Product Analytics can mean different things to different people. We, at Lantrns Analytics, came to equate it with providing insights into how a product is fulfilling its business model and growth strategy.
It serves to shed light on a business plan that can be summed up as: with this product, we want to serve this market, and this is how we plan to achieve product-market fit.
Our approach to product analytics focuses on those 3 components:
- Product-Market Fit
- Customer (aka market)
Below is an overview of those 3 components and their associated analytics.
Product-Market Fit Dashboard
Lean Analytics is a great framework to structure an analytical strategy to better understand the performance of a product and scale it. Without going into details (the book is worth more than 1 read), we want to provide insights on how a business is successfully (or not) achieving product-market fit. It shouldn’t be complacent (meaning no vanity metrics), it should provide a quick overview of progress, how it compares to historical performance, and how it trends towards future performance. In the context of the Lean Startup “philosophy”, the idea is to give business leaders a realistic view on if their growth strategy (engine) is working, or not (and consider pivoting if it’s not).
This first set of analytics keeps track of progress through the main stages defined in the Lean Analytics book (empathy, stickiness, virality, revenue and scale). We define objectives for each stage with an OMTM (one metric that matters) and the lead indicators that provides insights into the evolution of our OMTM.
As we’ve mentioned, there are 5 stages in the Lean Analytics framework:
- Empathy – “I’ve found a real, poorly-met need a reachable market faces.”
- Stickiness – “I’ve figured out how to solve the problem in a way they will adopt and pay for”
- Virality – “I’ve built the right product/features/functionality that keeps users around”
- Revenue – “The users and features fuel growth organically and artificially”
- Scale – “I’ve found a sustainable, scalable business with the right margins in a healthy ecosystem”
Those stages will guide the development of the right metrics (OMTMs and Lead Indicators). It’s not overly complicated, but it requires the commitment towards an overall growth strategy with gates that will define where a product is in its growth journey.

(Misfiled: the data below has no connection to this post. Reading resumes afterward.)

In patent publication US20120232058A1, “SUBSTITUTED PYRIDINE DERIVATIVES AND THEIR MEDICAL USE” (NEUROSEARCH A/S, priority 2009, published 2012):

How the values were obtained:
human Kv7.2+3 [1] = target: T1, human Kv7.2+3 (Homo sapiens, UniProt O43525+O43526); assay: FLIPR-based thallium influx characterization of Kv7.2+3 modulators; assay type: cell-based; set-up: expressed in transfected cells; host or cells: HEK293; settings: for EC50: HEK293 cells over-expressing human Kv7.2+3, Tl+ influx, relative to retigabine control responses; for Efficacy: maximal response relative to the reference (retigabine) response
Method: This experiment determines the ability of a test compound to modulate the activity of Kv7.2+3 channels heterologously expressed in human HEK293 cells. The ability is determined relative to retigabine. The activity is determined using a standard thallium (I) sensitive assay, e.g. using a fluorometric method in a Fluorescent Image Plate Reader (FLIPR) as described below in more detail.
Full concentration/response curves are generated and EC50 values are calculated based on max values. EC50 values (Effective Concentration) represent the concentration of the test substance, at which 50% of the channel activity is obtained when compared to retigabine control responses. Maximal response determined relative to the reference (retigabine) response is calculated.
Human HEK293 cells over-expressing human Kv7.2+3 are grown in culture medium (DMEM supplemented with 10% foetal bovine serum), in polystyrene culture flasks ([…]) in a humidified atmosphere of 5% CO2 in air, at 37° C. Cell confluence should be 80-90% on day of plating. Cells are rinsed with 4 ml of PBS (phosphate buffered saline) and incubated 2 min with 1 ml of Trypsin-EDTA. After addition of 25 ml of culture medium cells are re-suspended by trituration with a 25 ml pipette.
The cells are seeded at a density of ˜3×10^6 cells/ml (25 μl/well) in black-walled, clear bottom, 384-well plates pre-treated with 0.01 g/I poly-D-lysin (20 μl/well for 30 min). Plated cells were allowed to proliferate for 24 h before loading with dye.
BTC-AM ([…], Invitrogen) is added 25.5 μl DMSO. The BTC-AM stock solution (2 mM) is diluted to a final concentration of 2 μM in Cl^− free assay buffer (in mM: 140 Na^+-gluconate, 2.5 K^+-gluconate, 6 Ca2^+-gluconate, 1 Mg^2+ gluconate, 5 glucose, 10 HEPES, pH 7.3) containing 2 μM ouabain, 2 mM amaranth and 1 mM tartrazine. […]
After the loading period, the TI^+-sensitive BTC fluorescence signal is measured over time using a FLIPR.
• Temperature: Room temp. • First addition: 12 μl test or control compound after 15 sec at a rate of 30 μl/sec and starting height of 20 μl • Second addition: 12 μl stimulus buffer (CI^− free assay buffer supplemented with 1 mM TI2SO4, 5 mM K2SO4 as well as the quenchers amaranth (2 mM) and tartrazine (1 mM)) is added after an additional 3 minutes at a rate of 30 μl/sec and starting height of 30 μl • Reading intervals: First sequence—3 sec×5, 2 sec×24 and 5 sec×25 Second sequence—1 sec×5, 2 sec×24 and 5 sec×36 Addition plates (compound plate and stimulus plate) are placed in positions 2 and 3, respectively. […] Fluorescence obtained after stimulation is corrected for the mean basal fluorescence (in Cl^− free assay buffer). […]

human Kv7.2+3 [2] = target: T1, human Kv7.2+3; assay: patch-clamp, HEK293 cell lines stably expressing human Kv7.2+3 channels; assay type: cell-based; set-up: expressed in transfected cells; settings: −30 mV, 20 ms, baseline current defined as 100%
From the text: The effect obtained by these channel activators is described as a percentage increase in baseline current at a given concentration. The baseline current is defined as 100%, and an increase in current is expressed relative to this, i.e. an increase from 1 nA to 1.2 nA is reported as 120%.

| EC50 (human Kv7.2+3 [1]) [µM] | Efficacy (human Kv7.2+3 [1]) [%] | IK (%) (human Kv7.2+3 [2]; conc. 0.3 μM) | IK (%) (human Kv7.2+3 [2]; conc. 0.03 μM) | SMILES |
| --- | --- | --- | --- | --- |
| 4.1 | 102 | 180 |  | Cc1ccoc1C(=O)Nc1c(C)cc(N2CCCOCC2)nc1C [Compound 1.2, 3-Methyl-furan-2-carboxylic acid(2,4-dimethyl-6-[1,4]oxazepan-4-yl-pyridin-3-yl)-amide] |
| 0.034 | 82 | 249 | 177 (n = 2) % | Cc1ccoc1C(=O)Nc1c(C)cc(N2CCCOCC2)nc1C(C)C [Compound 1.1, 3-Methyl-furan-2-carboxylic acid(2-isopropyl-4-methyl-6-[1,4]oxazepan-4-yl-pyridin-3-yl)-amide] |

Below is a very basic example of a table that divides the growth strategy into its 5 stages and what are the objectives for those stages.
|Stage||Gate needed to move forward||Product-Market Fit Objective|
|Empathy||“I’ve found a real, poorly-met need a reachable market faces.”||Think tank senior analysts are taking interest in our newsletter and sharing our posts within and outside their organizations|
|Stickiness||“I’ve figured out how to solve the problem in a way they will adopt and pay for”||Think tank senior analysts start to request our paying subscription that provides added features and easier access to our main data pipeline|
|Virality||“I’ve built the right product/features/functionality that keeps users around”||Think tank senior analysts renew subscriptions and start inserting our brand within their own reports|
|Revenue||“The users and features fuel growth organically and artificially”||Even think tanks with important in-house data science groups are starting to use our data pipelines|
|Scale||“I’ve found a sustainable, scalable business with the right margins in a healthy ecosystem”||Our data pipelines are starting to be used in other verticals such as media groups, governments and NGOs.|
Here’s an example of a Product-Market fit dashboard for a product that is now in the second stage.
With Product Analytics, we are moving away from strategy and really getting into the performance of your product. It informs your tactics to achieve product-market fit.
You can evaluate the performance and evolution of key metrics such as the number of active users on the platform, engagement per cohort, as well as metrics segmented by types of users who are important for that platform.
Below is an example of such a dashboard taken from another project.
Finally, we have Customer Analytics, which is interested in user behaviour. We want to understand user journeys, how they are undertaking action which we deem valuable. This type of analytics helps us better understand how individual behaviours are influencing our OMTMs and lead indicators.
There are many ways to approach this. But first getting to the data can be a challenge, as we’re not only interested in transactional data, but behavioural data such as the pages visited, the time spent on site, frequency of visits, events triggered on their visits. There are many strategies to get to that data (Segment being a popular option), but this is worth an entire discussion on its own.
Below is a colourful visualization from Oliver Buchberger which gives a hint of what we mean by digging into a user’s journey.
This can all be implemented in-house, but there are also quite a few SaaS offerings to dig into that sort of data. Again, it’s first a matter of having the proper infrastructure to get to that data and push it towards the proper analysis channels.
Experimenting and Engaging
A few last words on where this sort of approach can/should lead.
The overall advantage of this type of approach is that based on results observed on those dashboards, we should be coming up with hypothesis and experimentations to influence lead indicator’s results, and eventually OMTMs.That means we come up with tweaks on the product to evaluate how users react to those changes.
One further step is to act on the insights you have at your disposal. The art of acting when needed – to the point of automating personalization with such a tool as Segment Personas or Snowplow React. Better understanding your product’s users should have for purpose to engage intelligently (and hopefully automatically) and help them move forward on their journey.